The engagement of Oswego State’s students in the community and professors’ use of service learning in classes have again earned the college recognition on the President’s Higher Education Community Service Honor Roll.
The Corporation for National and Community Service bills the honor roll as "the highest federal recognition a college or university can receive for its commitment to volunteering, service learning and civic engagement." Oswego State has been on the annual list four consecutive years, since the honor roll’s inception.
More than 1,300 Oswego State students joined with faculty in projects to meet local needs using the skills gained in their classrooms in 2009, according to data collected by the college’s Center for Community Service and Service Learning. Students contributed about 24,300 hours of service.
Accounting students helped hundreds of taxpayers file their tax forms. Education students tutored at-risk youth and mentored teenage children of migrant farm workers. Students in a gerontology class volunteered in nursing homes, and other students organized anti-hunger campaigns and food drives.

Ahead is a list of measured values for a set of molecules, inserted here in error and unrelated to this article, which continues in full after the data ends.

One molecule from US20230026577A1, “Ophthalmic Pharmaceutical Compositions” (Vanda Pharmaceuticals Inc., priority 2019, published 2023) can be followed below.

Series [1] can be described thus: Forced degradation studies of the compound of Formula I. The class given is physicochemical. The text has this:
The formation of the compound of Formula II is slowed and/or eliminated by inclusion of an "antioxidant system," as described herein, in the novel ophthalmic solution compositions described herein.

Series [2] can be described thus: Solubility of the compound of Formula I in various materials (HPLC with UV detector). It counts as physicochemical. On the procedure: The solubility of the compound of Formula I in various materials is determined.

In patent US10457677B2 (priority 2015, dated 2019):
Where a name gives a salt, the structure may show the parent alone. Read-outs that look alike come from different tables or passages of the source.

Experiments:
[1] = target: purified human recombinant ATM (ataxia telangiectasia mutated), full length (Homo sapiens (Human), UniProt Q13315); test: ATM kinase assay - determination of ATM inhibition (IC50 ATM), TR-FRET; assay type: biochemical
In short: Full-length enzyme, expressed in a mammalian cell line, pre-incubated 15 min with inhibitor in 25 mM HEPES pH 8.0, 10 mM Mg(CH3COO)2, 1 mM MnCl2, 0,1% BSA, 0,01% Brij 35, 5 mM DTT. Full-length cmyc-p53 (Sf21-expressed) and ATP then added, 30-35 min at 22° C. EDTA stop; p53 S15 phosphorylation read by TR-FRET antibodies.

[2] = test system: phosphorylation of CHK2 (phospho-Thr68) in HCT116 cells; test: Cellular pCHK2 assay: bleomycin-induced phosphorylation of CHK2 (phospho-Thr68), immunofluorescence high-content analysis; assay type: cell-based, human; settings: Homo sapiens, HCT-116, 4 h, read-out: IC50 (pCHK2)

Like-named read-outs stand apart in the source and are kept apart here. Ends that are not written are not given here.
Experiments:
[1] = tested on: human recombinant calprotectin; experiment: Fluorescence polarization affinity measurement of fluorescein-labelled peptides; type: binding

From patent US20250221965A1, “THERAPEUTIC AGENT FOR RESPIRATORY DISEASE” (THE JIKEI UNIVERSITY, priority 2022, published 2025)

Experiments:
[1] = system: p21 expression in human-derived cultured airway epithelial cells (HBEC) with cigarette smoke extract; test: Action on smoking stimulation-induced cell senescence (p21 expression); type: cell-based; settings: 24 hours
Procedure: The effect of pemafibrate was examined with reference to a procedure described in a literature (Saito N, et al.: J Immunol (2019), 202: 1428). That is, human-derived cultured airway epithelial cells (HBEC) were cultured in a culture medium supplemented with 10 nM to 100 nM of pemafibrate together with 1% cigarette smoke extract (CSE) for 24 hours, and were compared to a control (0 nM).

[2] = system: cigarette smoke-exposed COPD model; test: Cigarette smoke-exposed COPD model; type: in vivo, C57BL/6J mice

Selection criteria for the President’s Honor Roll include scope and innovation of service projects, percentage of student participation in service activities, incentives for service and the extent to which the school offers service-learning courses.
Oswego State is also a founding member of the New York Campus Compact, a commitment to civic engagement, student involvement and community service.
A day of service is built into welcoming week for new students in the fall. Residents of Hart Hall and Johnson Hall have service-learning requirements, 33 classes have a service-learning component, and many of the 150 student organizations engage in community service.
The President’s Honor Roll recognized more than 700 colleges and universities, 62 from New York state, for their impact during 2009 on issues from poverty and homelessness to environmental justice.